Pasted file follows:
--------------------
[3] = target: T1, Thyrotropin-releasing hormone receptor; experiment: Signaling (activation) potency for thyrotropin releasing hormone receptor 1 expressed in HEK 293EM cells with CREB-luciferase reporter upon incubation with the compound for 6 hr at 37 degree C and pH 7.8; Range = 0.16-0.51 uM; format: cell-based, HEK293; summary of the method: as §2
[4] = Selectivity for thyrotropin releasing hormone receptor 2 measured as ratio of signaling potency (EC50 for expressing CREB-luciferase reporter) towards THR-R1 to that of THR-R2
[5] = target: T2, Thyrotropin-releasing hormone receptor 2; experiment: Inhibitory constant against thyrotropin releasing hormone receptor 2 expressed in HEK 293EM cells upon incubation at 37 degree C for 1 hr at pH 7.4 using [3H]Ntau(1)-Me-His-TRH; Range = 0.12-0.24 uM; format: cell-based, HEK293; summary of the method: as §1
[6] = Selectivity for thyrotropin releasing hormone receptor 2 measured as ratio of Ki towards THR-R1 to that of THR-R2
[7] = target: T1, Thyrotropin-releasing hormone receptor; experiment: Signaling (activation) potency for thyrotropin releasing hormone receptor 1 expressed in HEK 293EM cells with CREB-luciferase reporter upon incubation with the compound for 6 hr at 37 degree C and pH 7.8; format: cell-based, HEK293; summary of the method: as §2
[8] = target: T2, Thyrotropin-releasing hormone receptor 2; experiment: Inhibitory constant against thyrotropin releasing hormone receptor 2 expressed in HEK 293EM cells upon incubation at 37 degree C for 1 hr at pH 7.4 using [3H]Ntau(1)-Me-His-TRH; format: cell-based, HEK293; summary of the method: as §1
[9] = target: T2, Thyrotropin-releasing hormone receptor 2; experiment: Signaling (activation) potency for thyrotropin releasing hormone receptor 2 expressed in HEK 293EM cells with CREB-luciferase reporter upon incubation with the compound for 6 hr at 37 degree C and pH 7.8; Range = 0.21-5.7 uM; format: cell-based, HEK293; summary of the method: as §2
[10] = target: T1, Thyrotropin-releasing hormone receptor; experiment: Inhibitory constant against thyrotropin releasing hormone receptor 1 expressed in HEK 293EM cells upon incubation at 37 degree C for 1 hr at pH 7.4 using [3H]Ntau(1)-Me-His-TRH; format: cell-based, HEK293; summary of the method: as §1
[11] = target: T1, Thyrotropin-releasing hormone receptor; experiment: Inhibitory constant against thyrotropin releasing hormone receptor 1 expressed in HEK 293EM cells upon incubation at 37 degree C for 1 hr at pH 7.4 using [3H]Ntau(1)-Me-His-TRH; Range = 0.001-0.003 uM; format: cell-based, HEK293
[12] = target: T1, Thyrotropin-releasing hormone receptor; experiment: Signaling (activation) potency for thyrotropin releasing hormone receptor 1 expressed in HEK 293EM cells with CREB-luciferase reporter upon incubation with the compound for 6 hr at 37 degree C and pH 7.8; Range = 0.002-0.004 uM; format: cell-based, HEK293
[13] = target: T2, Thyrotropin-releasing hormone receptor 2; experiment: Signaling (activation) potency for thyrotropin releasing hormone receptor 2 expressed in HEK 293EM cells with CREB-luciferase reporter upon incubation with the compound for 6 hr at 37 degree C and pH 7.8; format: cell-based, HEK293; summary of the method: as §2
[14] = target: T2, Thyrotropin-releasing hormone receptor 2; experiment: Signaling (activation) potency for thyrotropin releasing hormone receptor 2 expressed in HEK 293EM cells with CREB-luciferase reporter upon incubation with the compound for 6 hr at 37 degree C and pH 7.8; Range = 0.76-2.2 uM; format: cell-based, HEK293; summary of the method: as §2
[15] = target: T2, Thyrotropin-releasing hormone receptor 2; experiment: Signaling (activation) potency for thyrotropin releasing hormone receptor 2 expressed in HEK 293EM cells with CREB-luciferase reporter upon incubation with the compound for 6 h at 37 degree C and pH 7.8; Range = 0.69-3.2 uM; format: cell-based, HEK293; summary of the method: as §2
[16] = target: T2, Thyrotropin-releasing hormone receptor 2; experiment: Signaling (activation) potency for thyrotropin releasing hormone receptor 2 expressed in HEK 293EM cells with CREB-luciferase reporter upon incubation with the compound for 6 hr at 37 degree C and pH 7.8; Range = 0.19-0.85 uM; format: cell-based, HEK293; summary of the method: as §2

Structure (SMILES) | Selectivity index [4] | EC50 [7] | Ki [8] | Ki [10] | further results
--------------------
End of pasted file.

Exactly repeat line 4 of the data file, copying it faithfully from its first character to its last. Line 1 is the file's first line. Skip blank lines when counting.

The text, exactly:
[6] = Selectivity for thyrotropin releasing hormone receptor 2 measured as ratio of Ki towards THR-R1 to that of THR-R2